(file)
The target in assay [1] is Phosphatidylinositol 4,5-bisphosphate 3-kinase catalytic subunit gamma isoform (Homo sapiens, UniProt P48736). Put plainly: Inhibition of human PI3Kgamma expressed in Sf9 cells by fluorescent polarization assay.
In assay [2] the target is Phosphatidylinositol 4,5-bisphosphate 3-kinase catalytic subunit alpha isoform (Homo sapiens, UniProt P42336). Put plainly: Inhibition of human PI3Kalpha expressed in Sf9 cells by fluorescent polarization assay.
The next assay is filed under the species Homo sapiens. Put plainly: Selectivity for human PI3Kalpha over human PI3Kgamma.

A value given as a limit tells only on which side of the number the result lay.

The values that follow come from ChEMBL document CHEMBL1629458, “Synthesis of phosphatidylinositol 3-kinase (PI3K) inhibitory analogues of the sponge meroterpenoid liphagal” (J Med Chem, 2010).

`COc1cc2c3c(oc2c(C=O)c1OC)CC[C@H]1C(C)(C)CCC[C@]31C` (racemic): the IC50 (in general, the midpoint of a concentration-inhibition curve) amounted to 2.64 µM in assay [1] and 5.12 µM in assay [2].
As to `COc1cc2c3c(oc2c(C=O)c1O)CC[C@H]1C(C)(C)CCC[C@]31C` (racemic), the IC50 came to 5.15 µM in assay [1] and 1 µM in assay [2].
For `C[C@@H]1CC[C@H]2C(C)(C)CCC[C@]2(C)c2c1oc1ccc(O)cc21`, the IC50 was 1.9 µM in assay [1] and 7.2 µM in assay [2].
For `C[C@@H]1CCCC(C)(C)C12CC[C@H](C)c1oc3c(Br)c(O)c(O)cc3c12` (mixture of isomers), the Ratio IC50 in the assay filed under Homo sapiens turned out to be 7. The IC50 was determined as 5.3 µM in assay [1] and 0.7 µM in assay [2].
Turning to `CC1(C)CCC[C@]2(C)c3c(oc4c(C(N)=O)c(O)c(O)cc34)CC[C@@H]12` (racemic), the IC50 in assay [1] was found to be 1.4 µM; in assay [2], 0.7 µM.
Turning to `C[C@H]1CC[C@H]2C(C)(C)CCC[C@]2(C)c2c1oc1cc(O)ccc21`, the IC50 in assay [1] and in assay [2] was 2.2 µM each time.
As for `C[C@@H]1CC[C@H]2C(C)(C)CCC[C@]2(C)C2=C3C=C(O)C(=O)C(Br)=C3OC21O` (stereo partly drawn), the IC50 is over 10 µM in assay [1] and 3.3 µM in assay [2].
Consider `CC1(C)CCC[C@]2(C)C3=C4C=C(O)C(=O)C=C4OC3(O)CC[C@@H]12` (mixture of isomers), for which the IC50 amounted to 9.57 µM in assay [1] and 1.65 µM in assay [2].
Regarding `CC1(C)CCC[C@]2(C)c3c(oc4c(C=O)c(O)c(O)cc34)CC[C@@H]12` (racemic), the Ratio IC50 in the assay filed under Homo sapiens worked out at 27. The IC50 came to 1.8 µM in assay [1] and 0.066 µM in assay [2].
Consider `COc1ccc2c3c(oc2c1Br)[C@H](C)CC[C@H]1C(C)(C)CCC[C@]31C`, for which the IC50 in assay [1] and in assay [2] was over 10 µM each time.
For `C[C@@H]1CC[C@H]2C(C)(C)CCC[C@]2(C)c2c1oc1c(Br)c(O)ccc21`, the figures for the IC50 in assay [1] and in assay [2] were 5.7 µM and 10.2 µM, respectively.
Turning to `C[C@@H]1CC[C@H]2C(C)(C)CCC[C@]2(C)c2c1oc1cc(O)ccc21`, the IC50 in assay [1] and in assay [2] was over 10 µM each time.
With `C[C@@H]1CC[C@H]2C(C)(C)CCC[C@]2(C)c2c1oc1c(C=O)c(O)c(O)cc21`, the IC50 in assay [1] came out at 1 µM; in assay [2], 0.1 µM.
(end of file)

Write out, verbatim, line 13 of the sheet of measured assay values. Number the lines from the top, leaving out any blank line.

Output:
Consider `CC1(C)CCC[C@]2(C)C3=C4C=C(O)C(=O)C=C4OC3(O)CC[C@@H]12` (mixture of isomers), for which the IC50 amounted to 9.57 µM in assay [1] and 1.65 µM in assay [2].